Determining the skills needed by frontline NHS staff to deliver quality improvement Findings from six case studies

Funded by

The Health Foundation Logo

11 August 2021

Published journal: BMJ Quality and Safety

Abstract

Background

Previous studies have detailed the technical, learning and soft skills healthcare staff deploy to deliver quality improvement (QI). However, research has mainly focused on management and leadership skills, overlooking the skills frontline staff use to improve care. Our research explored which skills mattered to frontline health practitioners delivering QI projects.

Study design

We used a theory-driven approach, informed by communities of practice, knowledge-inpractice-in-context and positive deviance theory. We used case studies to examine skill use in three pseudonymised English hospital Trusts, selected on the basis of Care Quality Commission rating. Seventy-three senior staff orientation interviews led to the selection of two QI projects at each site. Snowball sampling obtained a maximally varied range of 87 staff with whom we held 122 semistructured interviews at different stages of QI delivery, analysed thematically.

Results

Six overarching ’Socio-Organisational Functional and Facilitative Tasks’ (SOFFTs) were deployed by frontline staff. Several of these had to be enacted to address challenges faced. The SOFFTs included: (1) adopting and promulgating the appropriate organisational environment; (2) managing the QI rollercoaster; (3) getting the problem right; (4) getting the right message to the right people; (5) enabling learning to occur; and (6) contextualising experience. Each task had its own inherent skills.

Conclusion

Our case studies provide a nuanced understanding of the skills used by healthcare staff. While technical skills are important, the ability to judge when and how to use wider skills was paramount. The provision of QI training and fidelity to the improvement programme may be less of a priority than the deployment of SOFFT skills used to overcome barriers. QI projects will fail if such skills and resources are not accessed.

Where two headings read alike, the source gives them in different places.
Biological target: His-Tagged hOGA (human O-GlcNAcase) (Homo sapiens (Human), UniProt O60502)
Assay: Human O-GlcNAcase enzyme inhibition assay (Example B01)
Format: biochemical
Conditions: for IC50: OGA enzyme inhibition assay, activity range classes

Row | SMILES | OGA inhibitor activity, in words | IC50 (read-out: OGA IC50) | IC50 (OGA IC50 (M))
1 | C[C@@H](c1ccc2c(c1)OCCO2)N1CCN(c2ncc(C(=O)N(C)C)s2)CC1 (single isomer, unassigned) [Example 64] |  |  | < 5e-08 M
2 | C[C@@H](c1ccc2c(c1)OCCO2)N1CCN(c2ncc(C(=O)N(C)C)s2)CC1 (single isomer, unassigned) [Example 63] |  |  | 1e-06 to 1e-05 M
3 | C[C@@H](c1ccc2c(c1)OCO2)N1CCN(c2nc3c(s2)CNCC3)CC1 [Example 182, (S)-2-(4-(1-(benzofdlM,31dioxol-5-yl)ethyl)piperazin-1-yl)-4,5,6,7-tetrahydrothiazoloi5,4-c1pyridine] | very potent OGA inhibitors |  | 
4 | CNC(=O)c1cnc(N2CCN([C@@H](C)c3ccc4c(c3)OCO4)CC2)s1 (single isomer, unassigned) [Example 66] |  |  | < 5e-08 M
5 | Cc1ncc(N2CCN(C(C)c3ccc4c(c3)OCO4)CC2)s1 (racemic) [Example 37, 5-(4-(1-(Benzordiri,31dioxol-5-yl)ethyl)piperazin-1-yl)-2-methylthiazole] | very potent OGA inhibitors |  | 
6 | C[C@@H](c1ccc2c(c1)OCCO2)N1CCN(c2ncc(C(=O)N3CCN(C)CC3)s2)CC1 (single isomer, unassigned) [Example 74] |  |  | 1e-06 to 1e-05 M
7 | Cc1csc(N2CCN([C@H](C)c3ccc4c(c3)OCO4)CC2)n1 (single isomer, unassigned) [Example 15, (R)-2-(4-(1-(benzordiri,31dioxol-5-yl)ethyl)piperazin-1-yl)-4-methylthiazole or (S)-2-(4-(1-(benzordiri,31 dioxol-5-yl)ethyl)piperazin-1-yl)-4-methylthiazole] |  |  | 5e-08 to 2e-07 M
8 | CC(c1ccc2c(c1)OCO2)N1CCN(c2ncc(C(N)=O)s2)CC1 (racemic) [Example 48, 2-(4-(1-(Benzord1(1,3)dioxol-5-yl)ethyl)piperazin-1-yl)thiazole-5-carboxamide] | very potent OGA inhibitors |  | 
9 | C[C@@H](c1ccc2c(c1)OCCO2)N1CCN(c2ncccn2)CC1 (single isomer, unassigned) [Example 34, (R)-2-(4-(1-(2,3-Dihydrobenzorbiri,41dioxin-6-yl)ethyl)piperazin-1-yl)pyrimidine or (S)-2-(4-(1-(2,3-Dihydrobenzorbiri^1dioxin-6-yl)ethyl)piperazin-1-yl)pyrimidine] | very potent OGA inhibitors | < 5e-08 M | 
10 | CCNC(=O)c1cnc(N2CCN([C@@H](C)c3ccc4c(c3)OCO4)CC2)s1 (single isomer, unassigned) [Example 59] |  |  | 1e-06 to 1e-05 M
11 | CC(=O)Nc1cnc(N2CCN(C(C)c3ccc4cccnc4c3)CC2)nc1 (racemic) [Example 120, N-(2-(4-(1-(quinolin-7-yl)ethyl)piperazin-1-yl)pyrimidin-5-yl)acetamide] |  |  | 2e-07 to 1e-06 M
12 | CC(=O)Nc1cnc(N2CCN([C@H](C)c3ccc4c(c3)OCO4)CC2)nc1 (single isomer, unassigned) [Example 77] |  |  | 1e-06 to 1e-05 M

Citation

Wright D, et al. (2021), BMJ Quality & Safety; 0:1–12. doi:10.1136/bmjqs-2021-013065.

 

You might also like...

Press release

Inaction on workforce planning will hamper the NHS and social care's ability to recover

Press release

Our response to the vote on the Health and Care Bill amendment on workforce planning.

Press release

Staff vacancies highlight urgent need for NHS workforce strategy and amendment to Health and Care Bill

Press release

Health Foundation response to the RCP Consultant Census 2021 and the proposed amendment to the...

Press release

Pressures on the NHS are far from ‘sustainable’

Press release

Health Foundation response to the publication of NHS England's monthly performance statistics...

Kjell-bubble-diagramArtboard 101 copy

Get social

How does England compare with 11 OECD countries based on cost & quality of care for older patients with complex nee… https://t.co/EcXeaPltzd

Follow us on Twitter
Kjell-bubble-diagramArtboard 101

Work with us

We look for talented and passionate individuals as everyone at the Health Foundation has an important role to play.

View current vacancies
Artboard 101 copy 2

The Q community

Q is an initiative connecting people with improvement expertise across the UK.

Find out more